May 2, 2013

NHL Playoffs: Watching the Leafs fall

The Boston Bruins recover from a poor end to the regular season by dominating the opener.

The Associated Press

BOSTON - Coach Claude Julien could feel his Boston Bruins improving even though the results didn't show it.

Nathan Horton, James Reimer
click image to enlarge

Nathan Horton of the Boston Bruins celebrates his first-period goal Wednesday night, starting his team to a 4-1 victory against the Toronto Maple Leafs in their playoff opener. The Toronto goalie is James Reimer.

The Associated Press

They did once the playoffs began.

Nathan Horton scored the go-ahead goal late in the first period, and the postseason-tested Bruins used a revived offense to beat the inexperienced Toronto Maple Leafs 4-1 in their series opener Wednesday night.

"There were some signs probably the last four games or so (that) we seemed to be turning the corner," Julien said. "We were playing better. We weren't getting rewarded with wins."

The Bruins had lost seven of their previous nine games, never scoring more than three goals. They played six games in the last nine days of the regular season. Two games in the final week were postponed because of the Boston Marathon bombings and the search for suspects.

So after two days off and a new series starting, Julien believed his players' minds and bodies were refreshed.

"It's been draining for players to deal with that stuff," Julien said. "We're all sentimental to what happened to this city. It was just a matter of turning the page and getting a fresh start from the regular season.

"I think, mentally, that was a big difference. I think that's why you saw a big change in our team. We've been through this as a group."

The Bruins still have 17 players who were on the team that won the Stanley Cup in 2011. The Maple Leafs are in the playoffs for the first time since 2004 and have 15 players making postseason debuts.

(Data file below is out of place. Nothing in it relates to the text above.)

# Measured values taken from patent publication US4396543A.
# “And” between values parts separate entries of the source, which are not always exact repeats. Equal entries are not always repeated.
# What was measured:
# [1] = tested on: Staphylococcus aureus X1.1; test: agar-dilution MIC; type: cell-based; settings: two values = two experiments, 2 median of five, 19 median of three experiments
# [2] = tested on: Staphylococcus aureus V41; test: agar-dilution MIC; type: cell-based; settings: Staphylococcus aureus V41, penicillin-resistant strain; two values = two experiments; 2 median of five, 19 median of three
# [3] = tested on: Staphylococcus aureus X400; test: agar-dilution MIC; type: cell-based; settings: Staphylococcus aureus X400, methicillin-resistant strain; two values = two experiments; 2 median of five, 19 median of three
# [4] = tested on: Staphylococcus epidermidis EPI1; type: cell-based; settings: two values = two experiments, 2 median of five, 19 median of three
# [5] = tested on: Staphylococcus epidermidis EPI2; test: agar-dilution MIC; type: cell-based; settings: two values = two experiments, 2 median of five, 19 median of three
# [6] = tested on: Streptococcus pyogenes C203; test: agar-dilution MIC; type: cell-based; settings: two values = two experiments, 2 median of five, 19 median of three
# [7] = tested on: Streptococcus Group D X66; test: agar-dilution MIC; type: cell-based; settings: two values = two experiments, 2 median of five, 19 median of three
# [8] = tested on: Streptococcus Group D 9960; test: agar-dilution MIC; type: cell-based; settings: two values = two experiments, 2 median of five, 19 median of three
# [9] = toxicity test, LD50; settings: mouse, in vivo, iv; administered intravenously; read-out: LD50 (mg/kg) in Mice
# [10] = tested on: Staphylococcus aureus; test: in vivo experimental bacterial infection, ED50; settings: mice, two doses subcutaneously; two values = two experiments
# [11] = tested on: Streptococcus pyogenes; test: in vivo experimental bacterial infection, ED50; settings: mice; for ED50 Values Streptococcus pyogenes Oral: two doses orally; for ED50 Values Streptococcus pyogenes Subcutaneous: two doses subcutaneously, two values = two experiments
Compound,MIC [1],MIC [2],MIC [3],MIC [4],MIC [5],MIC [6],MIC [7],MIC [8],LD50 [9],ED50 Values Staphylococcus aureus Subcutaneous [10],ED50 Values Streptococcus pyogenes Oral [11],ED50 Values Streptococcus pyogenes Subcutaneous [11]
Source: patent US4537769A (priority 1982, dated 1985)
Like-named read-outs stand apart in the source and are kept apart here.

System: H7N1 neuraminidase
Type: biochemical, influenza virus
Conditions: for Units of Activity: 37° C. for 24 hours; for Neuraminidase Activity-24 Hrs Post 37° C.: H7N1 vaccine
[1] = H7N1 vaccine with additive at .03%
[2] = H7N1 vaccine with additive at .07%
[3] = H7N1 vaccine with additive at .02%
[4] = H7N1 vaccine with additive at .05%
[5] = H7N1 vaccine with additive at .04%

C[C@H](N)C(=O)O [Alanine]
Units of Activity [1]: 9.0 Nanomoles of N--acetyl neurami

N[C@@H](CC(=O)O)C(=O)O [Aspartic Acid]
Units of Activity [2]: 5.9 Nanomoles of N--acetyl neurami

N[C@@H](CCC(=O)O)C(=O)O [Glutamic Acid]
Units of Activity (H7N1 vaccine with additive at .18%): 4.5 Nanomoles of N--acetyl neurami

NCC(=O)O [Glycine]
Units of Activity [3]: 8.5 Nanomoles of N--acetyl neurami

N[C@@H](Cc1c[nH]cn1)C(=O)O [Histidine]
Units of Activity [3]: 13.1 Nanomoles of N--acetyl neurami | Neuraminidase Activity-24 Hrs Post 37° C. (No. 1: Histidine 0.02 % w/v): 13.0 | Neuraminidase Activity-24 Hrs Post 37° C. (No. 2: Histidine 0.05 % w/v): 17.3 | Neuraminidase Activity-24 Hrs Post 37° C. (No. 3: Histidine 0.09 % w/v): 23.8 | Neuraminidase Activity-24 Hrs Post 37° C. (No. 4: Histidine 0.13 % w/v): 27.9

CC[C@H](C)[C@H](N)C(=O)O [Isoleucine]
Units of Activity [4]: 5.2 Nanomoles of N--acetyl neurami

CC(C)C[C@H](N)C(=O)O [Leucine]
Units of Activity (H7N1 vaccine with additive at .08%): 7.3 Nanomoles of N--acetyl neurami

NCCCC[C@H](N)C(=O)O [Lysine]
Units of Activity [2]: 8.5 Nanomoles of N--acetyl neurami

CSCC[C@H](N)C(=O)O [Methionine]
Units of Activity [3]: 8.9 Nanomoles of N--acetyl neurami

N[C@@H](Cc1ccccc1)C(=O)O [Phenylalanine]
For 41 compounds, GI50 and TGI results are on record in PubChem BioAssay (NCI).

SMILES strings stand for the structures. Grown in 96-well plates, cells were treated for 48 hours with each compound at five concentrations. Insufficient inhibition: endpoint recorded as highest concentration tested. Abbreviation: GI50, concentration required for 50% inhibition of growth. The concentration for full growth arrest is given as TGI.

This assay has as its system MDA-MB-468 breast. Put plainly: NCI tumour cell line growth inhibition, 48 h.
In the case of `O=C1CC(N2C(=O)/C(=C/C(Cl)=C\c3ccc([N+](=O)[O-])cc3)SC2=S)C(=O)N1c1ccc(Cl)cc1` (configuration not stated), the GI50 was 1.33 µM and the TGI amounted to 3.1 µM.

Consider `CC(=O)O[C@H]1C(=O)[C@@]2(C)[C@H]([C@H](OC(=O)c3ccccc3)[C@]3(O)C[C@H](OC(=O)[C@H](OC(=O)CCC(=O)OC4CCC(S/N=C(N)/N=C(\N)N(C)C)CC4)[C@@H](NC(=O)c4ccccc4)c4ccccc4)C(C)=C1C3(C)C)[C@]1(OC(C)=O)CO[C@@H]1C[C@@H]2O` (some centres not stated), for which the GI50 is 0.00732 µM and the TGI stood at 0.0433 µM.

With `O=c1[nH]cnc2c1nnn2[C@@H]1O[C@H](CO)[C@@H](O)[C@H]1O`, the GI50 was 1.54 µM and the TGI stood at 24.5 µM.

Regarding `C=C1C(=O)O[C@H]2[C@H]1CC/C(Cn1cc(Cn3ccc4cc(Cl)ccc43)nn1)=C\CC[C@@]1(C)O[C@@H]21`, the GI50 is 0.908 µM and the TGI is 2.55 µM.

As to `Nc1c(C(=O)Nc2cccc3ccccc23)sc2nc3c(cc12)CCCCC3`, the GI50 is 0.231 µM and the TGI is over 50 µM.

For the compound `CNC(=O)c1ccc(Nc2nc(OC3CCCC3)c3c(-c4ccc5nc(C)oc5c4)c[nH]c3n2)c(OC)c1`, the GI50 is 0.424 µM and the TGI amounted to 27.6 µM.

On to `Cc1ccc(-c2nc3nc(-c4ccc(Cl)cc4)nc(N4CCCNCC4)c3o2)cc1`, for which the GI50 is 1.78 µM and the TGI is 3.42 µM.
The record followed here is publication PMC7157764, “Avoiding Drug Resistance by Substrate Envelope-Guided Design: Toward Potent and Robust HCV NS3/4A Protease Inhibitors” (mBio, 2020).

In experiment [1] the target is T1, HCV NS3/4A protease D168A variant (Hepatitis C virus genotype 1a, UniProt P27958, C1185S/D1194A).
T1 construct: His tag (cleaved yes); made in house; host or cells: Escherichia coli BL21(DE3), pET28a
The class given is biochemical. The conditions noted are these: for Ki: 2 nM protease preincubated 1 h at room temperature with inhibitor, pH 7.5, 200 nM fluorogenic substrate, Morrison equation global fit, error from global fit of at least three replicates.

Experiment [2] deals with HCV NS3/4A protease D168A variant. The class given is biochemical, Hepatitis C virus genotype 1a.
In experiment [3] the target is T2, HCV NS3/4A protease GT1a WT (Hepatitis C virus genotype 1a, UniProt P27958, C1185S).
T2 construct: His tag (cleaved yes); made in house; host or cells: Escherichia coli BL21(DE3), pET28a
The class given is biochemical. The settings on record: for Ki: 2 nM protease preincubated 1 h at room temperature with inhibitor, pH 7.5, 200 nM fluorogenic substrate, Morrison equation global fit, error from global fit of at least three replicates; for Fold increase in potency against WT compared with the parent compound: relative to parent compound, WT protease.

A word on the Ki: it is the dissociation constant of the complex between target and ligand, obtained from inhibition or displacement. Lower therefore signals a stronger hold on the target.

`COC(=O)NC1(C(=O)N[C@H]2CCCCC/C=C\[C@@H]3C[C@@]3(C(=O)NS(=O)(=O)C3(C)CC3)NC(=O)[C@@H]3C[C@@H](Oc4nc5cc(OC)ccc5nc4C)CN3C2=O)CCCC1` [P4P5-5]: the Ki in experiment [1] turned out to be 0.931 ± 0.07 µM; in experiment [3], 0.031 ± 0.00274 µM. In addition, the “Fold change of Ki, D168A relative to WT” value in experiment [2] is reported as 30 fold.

"It's a new experience for a lot of guys," Toronto forward James van Riemsdyk said. "That's a telltale sign how different the level is and how things can come back to bite you."

Game 2 is scheduled for Saturday night in Boston, where the Bruins have won six straight against the Maple Leafs.

The Bruins' late-season skid dropped them to the No. 4 seed in the Eastern Conference.

That set up a first-round matchup with fifth-seeded Toronto, the first time the teams have met in the postseason since 1974. The Maple Leafs lost four of their last six regular-season games.

Their shaky play continued after van Riemsdyk gave them a 1-0 lead in the first two minutes. They never scored again.

"We just self-destructed," Toronto Coach Randy Carlyle said. "We didn't do a lot of things right. I've never seen so many people fall down with nobody around them. Like we said, we knew this is going to take more than an ordinary effort and tonight it wasn't good enough effort."

Wade Redden also scored in the first period for Boston, and David Krejci and Johnny Boychuk added goals in the second.

"That was a tough one to lose, especially with the start we had," Nazem Kadri of Toronto said. "Undisciplined turnovers played a factor as well. We are just killing ourselves when we do those types of things."

Toronto took a 1-0 lead on a power-play goal by van Riemsdyk just 1:54 in. Redden tied it at 16:20. Horton gave the Bruins a 2-1 edge 3:28 later.

Redden took a shot from the top of the right circle. Horton, sidelined the last five games with an upper body injury, lifted his stick and deflected the puck past goalie James Reimer.

After video review, it was determined that Horton's stick stayed below the crossbar.

"To get that one was huge going into the second," Redden said. "We didn't really let off the gas, I don't think, a whole lot. We kept going at them and got a few more big ones."

 

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